Michel Couvreur, originally from Belgium, ages Scotch Whisky in the heart of Burgundy (Bouze-Les- Beaune). In the 1950’s he arrived in Burgundy to make and market wine. He took frequent trips to England and Scotland where he sold his wine, but was particularly drawn to Scotland for the fabulous fishing and hunting. In 1964 he moved to Scotland where he became involved in the production process of whisky made from a selection of the most ancient strains of cereals and using extremely rare sherry casks.
The industry was changing in the whisky production and the old methods were being replaced by new cheaper ones. The old sherry casks traditionally used were replaced by steel or plastic so Michel returned to France in the 70’s to be nearer to where the sherry casks originate. He dug his own cellar in the hillsides of Bouze-les-Beaune, about midway between the Andalusian vineyards and the Scottish Highlands. His scotch matures there in these rare sherry casks; Pedro Ximenez and/or Palomino. The cellar is a 500-foot tunnel with galleries, kept humid by natural springs running through it.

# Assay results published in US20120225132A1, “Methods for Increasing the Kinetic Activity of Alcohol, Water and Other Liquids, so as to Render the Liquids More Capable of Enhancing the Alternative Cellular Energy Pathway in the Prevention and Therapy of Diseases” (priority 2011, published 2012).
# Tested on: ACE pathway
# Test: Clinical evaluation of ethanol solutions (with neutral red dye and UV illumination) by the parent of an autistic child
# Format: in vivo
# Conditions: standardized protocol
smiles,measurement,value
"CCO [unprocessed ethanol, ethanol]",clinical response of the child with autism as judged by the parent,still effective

A small room far from any light called ‘the paradise’ shelters some rare, old and elegant nectar, carefully kept in sealed demijohns. The very humid cellar is the main factor behind the fast alcoholic reduction of the whiskies in their casks. The very fragrant floral and fruity aromas can therefore develop ideally and give Couvreur’s whiskies indeed a rare freshness while they age twice as fast.